EVEN as passenger numbers dropped at Shannon Airport in 2019, profits for Shannon Group went upwards.
According to its annual report, which has now been published, profit after tax for 2019 was €21.637 million, up from €20.915m in 2018. However, 2018 had seen a sum of €5.8m spent on a voluntary redundancy scheme.
Writing in the report, chairman Rose Hynes described the 2019 performance as “satisfactory”.
“This is a positive result in what was a challenging year for aviation and tourism in the regions,” she claimed.
Of Shannon’s disappointing passenger numbers, Ms Hynes wrote, “It was disappointing that after six successive years of growth at the airport, passenger numbers were down by 8% to 1.71 million in 2019, due mainly to the global grounding of the Boeing 737 MAX Jet on safety grounds. However, we redoubled our efforts to secure additional services and ended the year with the announcement of three new services to Paris Charles de Gaulle, Vienna and Barcelona, though naturally the launch of these services has been postponed due to Covid-19.”
As well as the airport, Shannon Group includes a number of tourist attractions and a major property portfolio, including Shannon Free Zone.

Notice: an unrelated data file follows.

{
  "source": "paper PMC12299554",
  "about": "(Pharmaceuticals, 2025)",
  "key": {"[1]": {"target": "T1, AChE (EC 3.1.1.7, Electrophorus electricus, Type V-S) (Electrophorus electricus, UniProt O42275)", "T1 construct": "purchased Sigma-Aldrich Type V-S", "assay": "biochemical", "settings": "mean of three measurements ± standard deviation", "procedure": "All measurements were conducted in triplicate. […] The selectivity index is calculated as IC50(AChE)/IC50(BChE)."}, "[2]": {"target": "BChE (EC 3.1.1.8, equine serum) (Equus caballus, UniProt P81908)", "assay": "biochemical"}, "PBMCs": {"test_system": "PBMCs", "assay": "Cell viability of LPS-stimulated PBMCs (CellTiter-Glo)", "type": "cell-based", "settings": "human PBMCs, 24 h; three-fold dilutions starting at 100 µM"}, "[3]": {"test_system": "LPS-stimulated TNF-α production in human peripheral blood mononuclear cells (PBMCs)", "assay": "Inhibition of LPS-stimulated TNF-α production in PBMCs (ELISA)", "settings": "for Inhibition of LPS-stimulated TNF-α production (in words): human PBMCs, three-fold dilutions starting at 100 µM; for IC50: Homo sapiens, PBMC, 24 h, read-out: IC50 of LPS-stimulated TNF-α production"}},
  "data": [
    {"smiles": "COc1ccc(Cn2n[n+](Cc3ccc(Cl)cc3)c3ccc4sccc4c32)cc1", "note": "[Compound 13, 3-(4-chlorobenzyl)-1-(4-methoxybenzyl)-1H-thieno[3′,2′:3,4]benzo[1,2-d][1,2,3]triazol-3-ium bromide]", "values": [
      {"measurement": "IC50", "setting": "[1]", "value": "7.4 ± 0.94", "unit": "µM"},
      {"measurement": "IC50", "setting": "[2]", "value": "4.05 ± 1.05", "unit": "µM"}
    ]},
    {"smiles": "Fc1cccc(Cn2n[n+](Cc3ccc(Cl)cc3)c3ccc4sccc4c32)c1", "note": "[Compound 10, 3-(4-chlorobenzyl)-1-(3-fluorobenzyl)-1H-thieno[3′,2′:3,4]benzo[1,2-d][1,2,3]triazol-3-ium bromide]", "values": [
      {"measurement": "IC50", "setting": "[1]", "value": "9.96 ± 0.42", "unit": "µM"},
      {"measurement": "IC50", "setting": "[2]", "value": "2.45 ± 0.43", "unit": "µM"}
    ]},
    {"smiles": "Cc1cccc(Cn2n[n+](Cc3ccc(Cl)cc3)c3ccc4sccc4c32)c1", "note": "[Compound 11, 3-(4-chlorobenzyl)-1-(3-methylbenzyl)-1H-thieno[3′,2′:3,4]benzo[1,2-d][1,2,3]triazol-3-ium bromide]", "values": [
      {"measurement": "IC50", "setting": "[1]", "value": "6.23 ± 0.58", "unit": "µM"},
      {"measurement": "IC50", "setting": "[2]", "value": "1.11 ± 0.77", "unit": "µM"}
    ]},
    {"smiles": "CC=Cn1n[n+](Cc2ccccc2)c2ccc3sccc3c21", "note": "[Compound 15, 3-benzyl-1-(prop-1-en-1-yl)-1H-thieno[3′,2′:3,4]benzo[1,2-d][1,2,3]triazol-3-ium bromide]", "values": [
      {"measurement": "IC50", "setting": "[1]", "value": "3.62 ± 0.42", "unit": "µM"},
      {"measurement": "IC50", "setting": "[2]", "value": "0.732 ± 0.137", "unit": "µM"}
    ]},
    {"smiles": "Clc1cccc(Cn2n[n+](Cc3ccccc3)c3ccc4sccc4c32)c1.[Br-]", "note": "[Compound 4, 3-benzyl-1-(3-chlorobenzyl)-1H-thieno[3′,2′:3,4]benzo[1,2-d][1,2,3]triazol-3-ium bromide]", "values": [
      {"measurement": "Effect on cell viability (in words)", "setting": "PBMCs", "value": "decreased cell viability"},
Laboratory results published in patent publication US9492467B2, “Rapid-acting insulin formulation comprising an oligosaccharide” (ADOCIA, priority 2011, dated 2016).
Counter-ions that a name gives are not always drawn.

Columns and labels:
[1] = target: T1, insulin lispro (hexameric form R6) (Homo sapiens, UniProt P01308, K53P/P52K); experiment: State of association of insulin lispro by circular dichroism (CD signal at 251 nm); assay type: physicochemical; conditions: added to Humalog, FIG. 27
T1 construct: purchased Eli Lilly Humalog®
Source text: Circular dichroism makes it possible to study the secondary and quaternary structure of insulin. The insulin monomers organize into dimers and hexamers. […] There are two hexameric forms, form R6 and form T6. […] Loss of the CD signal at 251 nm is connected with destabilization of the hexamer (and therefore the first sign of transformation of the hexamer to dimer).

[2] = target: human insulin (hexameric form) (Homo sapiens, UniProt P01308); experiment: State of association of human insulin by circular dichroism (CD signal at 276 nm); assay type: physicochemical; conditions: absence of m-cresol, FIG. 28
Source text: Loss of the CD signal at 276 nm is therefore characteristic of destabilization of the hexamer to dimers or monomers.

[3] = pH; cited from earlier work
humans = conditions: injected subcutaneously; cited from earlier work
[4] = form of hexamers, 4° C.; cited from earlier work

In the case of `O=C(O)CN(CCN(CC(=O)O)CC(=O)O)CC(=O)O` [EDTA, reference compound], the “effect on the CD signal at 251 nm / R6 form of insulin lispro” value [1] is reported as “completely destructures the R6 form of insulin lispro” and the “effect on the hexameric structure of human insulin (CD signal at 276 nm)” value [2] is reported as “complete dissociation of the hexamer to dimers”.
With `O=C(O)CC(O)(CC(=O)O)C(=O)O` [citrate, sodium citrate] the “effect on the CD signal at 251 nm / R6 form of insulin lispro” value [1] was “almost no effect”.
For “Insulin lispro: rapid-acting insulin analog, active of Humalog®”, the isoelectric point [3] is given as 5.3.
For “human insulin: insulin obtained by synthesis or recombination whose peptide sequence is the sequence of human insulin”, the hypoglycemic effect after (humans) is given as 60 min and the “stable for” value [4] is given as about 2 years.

Of these, Ms Hynes wrote, “Shannon Heritage visitor numbers continued to grow in 2019, with the company welcoming over 963,000 visitors to its portfolio of attractions during 2019, a 4% increase on the previous year.
“In 2019, we continued our ambitious investment strategy, investing a further €31m in capital projects during the year, bringing our total capital investment since the formation of the group to over €115m. This included the delivery of the first wide-body aircraft in almost 20 years, a clear commitment to growing the aviation cluster here in Shannon.”
She warned that Covid-19 will herald long-lasting changes. “The Covid-19 pandemic gripping the world will be a defining moment in our history. It will challenge our people and our economy as never before. While the full impact of this pandemic remains unknown, as the situation continues to evolve on a daily basis, it is becoming clear that the economic and financial ramifications will be felt across the globe.”
Chief executive Mary Considine said that Shannon Group will be particularly important to the region, post-crisis. “We are living through unprecedented times, where we will be defined by the actions we have taken and the leadership we have shown. Like other businesses around the globe, we have had to make difficult but necessary decisions to protect our business against the current commercial reality and to ensure the sustainability of our operations.
“Once the world comes through this crisis, which it will, Shannon Group’s role as a driving force for economic growth in our region will be more important than ever and we are committed to redoubling our efforts to support our employees, our stakeholders and our region as we manage our way through.”
Total spending on staff costs for the year came to €28.849 m, down from €35m the previous year. The average number of group employees for the year was 512, up from 499 in 2018.